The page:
First of all Congratulations. The journey of pregnancy is long, tiring yet a very beautiful one !
You know you are pregnant and you are in the Netherlands. Do not know what are the next steps? Should you call a GP or huisarts or midwife for the questions and checkup?
Well, do not worry at all. Here is our guide on what to expect in the upcoming weeks, once you know you are pregnant.
1. As soon as you know that you are pregnant, Find a Verloskundige(Midwife)
Who is Verloskundige? Midwife in the Netherlands are called verloskundige in dutch. Once you know you are pregnant, immediately call a midwife to take an appointment.There is no referral needed from doctor. You can find the midwife within or near your area here.
The midwife guides you during your pregnancy and perform all the checkups,scans etc and prepare you for the delivery. Midwife keeps an eye on your health and also of the baby.
You can choose a midwife of your choice and call them to register. You will be invited for an Intake and registration. At the intake appointment, general questions about your illness, ailments, use of medications, allergies, height, weight, health of your partner and relatives etc will be checked and details will be added to the file. Just that you know, all midwife practices are organized and work differently from each other. If you have any illness or special condition such as diabetic then you will be referred to specialist or gynaecologists who will then handle your pregnancy journey instead of the midwife.
Tip : You will need at least a basic insurance to cover up the expenses of midwife.
All the ultrasounds and checkups will be done by midwife and in their facilities. First ultrasound is around 8 weeks. After that checkups will be done every 4 weeks. The appointments are usually not more than 15 min. During the checkup, your blood pressure, growth of the belly and the baby, your health and baby’s heartbeat will be checked. Usually schedule of the checkup’s is as below :
– 1st checkup/ultrasound : 8 to 10 weeks
– Term ultrasound : 10-12 weeks
– 2nd checkup : 14-16 weeks
– 16-24 weeks : checkup every 4 weeks
– 24 to 30 weeks : checkup every 3 weeks
– 30 to 36 weeks : checkup every 2 weeks
– 36 to 42 weeks : checkup every week
3. Prenatal Screening
Decide before or within 8 weeks of pregnancy, whether you want to go for a prenatal screening. Most child’s are born healthy. However it is possible in the Netherlands to have you unborn baby tested for a number of congenital disorders. This involves the two screening. Both the screenings optional to choose.
– The screening for Down, Edwards and Patau syndromes
– The screening for fetal anomaly. This is a 20 week ultrasound scan.
Your midwife will also inform you about these tests. You can ask your midwife on the hospitals where the tests can be performed.
You can read more about it in our next blog here.
5. Apply for an insurance kit (Kraampakket)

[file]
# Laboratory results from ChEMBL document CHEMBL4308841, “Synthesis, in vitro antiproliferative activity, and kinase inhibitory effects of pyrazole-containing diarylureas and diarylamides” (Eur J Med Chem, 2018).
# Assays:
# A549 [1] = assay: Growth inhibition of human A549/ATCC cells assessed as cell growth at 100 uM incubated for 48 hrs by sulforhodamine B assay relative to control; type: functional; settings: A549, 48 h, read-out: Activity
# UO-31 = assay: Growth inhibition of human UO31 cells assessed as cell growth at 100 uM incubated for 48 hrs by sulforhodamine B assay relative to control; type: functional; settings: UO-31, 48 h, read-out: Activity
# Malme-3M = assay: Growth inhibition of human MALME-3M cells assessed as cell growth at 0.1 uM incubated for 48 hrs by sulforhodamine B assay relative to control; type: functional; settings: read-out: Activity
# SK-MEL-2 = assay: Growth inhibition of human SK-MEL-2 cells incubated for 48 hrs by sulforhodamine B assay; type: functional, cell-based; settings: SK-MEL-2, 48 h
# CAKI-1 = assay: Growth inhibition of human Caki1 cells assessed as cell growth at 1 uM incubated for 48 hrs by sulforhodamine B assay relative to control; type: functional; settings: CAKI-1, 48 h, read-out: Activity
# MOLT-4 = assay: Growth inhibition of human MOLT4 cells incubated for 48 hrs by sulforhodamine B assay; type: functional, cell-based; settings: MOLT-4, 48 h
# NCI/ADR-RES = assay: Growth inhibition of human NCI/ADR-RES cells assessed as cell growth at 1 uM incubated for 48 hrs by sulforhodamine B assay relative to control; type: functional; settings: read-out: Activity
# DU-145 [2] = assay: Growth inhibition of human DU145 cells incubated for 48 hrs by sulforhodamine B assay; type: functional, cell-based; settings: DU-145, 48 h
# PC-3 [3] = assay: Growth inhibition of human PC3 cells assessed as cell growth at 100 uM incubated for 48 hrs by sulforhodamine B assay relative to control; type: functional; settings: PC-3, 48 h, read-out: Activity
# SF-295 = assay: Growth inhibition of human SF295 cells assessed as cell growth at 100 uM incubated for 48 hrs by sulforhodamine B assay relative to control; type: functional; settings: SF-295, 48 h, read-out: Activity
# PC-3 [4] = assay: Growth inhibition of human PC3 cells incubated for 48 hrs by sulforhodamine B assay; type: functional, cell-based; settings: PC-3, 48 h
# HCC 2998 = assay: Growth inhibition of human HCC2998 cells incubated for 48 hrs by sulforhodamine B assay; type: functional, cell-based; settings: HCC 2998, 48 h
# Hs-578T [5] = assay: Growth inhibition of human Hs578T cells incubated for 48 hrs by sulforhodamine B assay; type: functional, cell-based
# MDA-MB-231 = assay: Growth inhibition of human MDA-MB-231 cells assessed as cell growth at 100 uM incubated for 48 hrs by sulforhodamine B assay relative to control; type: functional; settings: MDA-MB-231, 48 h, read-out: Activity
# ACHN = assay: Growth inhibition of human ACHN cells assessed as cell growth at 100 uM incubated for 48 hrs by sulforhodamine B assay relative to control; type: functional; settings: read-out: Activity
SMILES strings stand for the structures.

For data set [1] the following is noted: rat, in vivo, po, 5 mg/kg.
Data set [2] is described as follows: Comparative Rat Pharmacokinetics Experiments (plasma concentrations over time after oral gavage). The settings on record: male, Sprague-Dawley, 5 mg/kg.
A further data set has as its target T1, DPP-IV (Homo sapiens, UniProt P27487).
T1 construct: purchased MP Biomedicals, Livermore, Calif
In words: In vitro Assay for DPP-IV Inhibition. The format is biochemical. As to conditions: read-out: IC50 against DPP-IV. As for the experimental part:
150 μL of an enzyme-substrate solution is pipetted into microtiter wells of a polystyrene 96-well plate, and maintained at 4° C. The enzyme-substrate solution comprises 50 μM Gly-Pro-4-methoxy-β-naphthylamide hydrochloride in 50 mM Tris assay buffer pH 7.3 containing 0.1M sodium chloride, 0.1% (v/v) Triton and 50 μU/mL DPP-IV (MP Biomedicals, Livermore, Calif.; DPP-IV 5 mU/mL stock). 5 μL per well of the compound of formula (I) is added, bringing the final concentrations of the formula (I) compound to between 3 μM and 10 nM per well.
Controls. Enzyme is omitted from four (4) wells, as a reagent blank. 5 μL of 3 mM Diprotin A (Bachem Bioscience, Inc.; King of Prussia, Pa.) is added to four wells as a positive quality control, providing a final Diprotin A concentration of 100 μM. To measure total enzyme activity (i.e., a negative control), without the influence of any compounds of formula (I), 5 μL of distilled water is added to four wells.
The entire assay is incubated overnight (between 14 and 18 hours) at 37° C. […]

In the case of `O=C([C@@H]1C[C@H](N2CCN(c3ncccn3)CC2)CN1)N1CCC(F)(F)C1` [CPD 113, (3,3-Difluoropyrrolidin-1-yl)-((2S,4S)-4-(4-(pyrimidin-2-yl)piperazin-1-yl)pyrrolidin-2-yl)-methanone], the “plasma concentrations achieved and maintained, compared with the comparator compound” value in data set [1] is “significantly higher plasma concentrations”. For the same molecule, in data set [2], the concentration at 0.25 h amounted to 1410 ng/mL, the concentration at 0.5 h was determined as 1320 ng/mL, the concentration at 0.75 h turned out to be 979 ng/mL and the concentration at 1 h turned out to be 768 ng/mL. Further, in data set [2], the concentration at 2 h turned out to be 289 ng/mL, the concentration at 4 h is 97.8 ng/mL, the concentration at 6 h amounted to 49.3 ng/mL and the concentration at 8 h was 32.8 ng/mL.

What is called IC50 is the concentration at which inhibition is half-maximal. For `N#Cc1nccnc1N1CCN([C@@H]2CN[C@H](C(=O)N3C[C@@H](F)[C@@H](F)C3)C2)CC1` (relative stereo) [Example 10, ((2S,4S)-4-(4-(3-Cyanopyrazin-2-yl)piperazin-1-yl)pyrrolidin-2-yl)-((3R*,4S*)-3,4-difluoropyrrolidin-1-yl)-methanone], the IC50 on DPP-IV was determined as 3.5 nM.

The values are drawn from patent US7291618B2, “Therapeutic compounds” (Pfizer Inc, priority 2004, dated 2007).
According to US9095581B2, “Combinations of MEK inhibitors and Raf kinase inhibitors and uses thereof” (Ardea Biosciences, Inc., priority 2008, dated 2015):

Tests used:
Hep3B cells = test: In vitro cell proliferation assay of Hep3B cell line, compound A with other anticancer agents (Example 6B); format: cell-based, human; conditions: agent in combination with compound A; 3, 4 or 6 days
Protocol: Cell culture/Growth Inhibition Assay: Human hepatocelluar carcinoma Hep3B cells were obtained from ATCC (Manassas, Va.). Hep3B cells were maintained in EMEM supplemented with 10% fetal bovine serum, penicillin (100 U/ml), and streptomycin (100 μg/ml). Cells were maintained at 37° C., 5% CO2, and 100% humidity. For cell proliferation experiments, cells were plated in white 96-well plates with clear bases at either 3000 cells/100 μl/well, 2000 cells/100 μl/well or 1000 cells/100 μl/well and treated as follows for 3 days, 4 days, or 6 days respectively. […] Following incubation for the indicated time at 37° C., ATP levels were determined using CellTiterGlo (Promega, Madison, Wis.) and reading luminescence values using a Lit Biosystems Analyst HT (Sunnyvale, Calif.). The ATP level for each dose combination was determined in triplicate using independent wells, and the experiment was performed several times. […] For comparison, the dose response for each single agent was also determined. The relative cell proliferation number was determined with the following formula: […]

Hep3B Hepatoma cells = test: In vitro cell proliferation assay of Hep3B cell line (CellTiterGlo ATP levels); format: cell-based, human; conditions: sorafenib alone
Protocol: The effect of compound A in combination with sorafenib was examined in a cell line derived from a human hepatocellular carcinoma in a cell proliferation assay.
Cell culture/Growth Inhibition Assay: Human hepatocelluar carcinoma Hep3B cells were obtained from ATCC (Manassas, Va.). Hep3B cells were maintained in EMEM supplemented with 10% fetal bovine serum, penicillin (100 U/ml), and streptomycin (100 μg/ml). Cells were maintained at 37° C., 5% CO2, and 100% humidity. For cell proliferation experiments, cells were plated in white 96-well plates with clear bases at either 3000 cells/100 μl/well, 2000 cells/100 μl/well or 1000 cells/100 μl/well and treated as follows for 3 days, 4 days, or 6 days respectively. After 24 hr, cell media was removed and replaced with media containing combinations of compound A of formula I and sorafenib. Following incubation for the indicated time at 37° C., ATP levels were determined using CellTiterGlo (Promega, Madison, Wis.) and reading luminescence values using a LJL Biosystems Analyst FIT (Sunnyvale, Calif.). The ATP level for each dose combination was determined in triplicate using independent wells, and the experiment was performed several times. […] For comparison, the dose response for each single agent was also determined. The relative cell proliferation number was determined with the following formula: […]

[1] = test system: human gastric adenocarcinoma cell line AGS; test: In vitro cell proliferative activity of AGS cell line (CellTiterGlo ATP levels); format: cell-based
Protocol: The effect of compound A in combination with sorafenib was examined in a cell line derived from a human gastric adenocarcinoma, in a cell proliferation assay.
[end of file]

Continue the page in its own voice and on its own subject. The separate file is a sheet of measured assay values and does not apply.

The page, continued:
Call your insurer and inform that you are pregnant. It is mandatory to have a maternity package from insurance. The package contains everything you need for your delivery and first days afterwards such as medical products, maternity dressings, mattress protectors etc.
4. Arrange Kraamzorg (Maternity Care)
There is no country in the world apart from Netherlands that provides a carer who supports women during or after childbirth. Kraamzorg provide assistance during the first week of the your baby arrival. It is important that you rest to be able to recover and adjust to the new situation. There is a concept of Kraamzorg(Maternity care carer) to help you out with the below tasks during the first week after delivery.
– Checks on you and your baby
– Guidance with breastfeeding
– Supports with everyday household work
– Takes care of preparation of meals(if you like)
– a few other additional tasks
Always register at the Kraamzorg as early as possible(betweek 12 to 20 week of pregnancy) as they are also very busy specially during summer period(a lot of babies are born during summer in Netherlands). The intake usually happen between 30 to 36 weeks pregnancy.
Tip : Always request a kraamzorg with breastfeeding expert during the intake.
5. Arrange a Maternity leave
If you are working, then you need to have maternity leaves arranged. For that you will need a pregnancy statement from your midwife. The pregnancy statement states that you are pregnant and the expected delivery date for you.
You may take leave upto 6 weeks before the due date. However it is mandatory to stop working at least 4 weeks before the due date. The total leave lasts 16 weeks. So you always have atleast 10 weeks after the child birth. You will receive maternity benefits equal to your salary.
If you have a partner, the partner is entitled to upto 5 weeks of leave within 6 months of child birth. This is applicable starting 1st July 2020. Partner will get 70% of salary from uwv.
The first 6 months after giving birth, you are entitled to take additional breaks for pumping.
From next year, the number of leave for pregnant woman and partner is going to be increased.
6. Decide where you want to give birth
Decide early on where you want to give birth? Would it be a home birth or a hospital birth? It is a tradition within Netherlands to give birth at home.
If you plan to give birth at home, the kraamzorg nurse will come to you before the birth to guide and support you. All the costs are covered within your insurance.
If you plan to give birth at the hospital, you will call the midwife. Midwife will come to your home to do a checkup and then assist you to the hospital. Note that full costs of delivery is not included in the insurance.
7. Prepare a bag for your delivery day
Prepare a bag with all the necessary things required for delivery. This must include clothes for your baby, comfortable clothes for yourself, a towel for yourself, Slippers.
You will get a big list from midwife, not everything is important or mandatory.